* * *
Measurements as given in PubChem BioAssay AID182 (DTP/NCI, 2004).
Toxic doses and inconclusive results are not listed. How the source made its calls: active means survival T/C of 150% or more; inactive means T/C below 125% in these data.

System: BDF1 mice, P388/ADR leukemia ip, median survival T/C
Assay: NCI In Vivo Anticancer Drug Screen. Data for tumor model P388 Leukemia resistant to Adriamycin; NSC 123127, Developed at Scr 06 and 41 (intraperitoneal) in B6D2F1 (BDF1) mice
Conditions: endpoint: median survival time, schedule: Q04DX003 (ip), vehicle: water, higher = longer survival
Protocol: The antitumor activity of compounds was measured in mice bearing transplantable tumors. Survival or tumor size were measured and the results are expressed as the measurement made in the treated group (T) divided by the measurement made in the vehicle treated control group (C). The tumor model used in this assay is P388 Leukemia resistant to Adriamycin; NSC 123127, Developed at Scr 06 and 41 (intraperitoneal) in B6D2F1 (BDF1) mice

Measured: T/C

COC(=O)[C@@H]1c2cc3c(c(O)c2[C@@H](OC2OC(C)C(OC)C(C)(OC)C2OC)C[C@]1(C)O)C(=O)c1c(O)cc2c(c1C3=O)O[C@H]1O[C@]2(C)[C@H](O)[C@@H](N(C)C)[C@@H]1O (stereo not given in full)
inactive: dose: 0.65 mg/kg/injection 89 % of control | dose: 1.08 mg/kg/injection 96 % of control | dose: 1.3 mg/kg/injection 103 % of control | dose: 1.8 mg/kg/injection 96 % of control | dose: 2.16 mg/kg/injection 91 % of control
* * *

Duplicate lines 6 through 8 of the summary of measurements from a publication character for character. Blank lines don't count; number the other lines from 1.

Protocol: The antitumor activity of compounds was measured in mice bearing transplantable tumors. Survival or tumor size were measured and the results are expressed as the measurement made in the treated group (T) divided by the measurement made in the vehicle treated control group (C). The tumor model used in this assay is P388 Leukemia resistant to Adriamycin; NSC 123127, Developed at Scr 06 and 41 (intraperitoneal) in B6D2F1 (BDF1) mice

Measured: T/C

COC(=O)[C@@H]1c2cc3c(c(O)c2[C@@H](OC2OC(C)C(OC)C(C)(OC)C2OC)C[C@]1(C)O)C(=O)c1c(O)cc2c(c1C3=O)O[C@H]1O[C@]2(C)[C@H](O)[C@@H](N(C)C)[C@@H]1O (stereo not given in full)